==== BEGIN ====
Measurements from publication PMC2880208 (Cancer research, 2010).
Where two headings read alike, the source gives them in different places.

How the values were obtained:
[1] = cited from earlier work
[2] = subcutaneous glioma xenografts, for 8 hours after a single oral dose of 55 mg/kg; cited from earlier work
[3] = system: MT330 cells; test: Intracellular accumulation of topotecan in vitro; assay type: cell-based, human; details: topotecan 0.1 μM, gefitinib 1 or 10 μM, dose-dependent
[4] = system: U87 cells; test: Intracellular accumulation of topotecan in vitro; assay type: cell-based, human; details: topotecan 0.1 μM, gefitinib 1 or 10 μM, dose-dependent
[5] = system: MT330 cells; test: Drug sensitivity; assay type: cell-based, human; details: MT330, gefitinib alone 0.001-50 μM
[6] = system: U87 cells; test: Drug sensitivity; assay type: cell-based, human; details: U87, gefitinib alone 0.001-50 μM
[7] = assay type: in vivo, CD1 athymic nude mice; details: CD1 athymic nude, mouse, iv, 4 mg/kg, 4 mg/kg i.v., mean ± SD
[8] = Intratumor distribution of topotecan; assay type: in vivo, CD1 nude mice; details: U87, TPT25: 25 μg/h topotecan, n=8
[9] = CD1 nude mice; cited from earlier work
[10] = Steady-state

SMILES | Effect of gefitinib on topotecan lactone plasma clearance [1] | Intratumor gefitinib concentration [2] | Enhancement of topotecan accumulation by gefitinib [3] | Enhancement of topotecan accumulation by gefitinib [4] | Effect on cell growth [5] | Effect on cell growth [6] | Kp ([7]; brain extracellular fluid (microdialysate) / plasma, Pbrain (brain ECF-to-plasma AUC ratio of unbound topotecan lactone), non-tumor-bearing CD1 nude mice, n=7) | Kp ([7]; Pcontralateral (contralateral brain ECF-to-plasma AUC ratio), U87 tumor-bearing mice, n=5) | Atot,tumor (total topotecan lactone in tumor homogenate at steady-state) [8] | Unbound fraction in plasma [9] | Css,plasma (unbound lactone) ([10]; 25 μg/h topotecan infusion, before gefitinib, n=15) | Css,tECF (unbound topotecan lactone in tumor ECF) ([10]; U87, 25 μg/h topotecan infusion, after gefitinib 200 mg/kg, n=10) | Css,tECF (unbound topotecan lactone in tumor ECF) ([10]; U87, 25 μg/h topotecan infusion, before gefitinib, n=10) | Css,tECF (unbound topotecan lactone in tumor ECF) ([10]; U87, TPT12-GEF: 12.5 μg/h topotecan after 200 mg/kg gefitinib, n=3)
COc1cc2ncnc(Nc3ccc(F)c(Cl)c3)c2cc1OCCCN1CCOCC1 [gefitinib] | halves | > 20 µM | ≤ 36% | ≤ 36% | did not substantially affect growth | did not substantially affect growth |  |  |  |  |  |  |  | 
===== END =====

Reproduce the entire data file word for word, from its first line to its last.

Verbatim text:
Measurements from publication PMC2880208 (Cancer research, 2010).
Where two headings read alike, the source gives them in different places.

How the values were obtained:
[1] = cited from earlier work
[2] = subcutaneous glioma xenografts, for 8 hours after a single oral dose of 55 mg/kg; cited from earlier work
[3] = system: MT330 cells; test: Intracellular accumulation of topotecan in vitro; assay type: cell-based, human; details: topotecan 0.1 μM, gefitinib 1 or 10 μM, dose-dependent
[4] = system: U87 cells; test: Intracellular accumulation of topotecan in vitro; assay type: cell-based, human; details: topotecan 0.1 μM, gefitinib 1 or 10 μM, dose-dependent
[5] = system: MT330 cells; test: Drug sensitivity; assay type: cell-based, human; details: MT330, gefitinib alone 0.001-50 μM
[6] = system: U87 cells; test: Drug sensitivity; assay type: cell-based, human; details: U87, gefitinib alone 0.001-50 μM
[7] = assay type: in vivo, CD1 athymic nude mice; details: CD1 athymic nude, mouse, iv, 4 mg/kg, 4 mg/kg i.v., mean ± SD
[8] = Intratumor distribution of topotecan; assay type: in vivo, CD1 nude mice; details: U87, TPT25: 25 μg/h topotecan, n=8
[9] = CD1 nude mice; cited from earlier work
[10] = Steady-state

SMILES | Effect of gefitinib on topotecan lactone plasma clearance [1] | Intratumor gefitinib concentration [2] | Enhancement of topotecan accumulation by gefitinib [3] | Enhancement of topotecan accumulation by gefitinib [4] | Effect on cell growth [5] | Effect on cell growth [6] | Kp ([7]; brain extracellular fluid (microdialysate) / plasma, Pbrain (brain ECF-to-plasma AUC ratio of unbound topotecan lactone), non-tumor-bearing CD1 nude mice, n=7) | Kp ([7]; Pcontralateral (contralateral brain ECF-to-plasma AUC ratio), U87 tumor-bearing mice, n=5) | Atot,tumor (total topotecan lactone in tumor homogenate at steady-state) [8] | Unbound fraction in plasma [9] | Css,plasma (unbound lactone) ([10]; 25 μg/h topotecan infusion, before gefitinib, n=15) | Css,tECF (unbound topotecan lactone in tumor ECF) ([10]; U87, 25 μg/h topotecan infusion, after gefitinib 200 mg/kg, n=10) | Css,tECF (unbound topotecan lactone in tumor ECF) ([10]; U87, 25 μg/h topotecan infusion, before gefitinib, n=10) | Css,tECF (unbound topotecan lactone in tumor ECF) ([10]; U87, TPT12-GEF: 12.5 μg/h topotecan after 200 mg/kg gefitinib, n=3)
COc1cc2ncnc(Nc3ccc(F)c(Cl)c3)c2cc1OCCCN1CCOCC1 [gefitinib] | halves | > 20 µM | ≤ 36% | ≤ 36% | did not substantially affect growth | did not substantially affect growth |  |  |  |  |  |  |  | 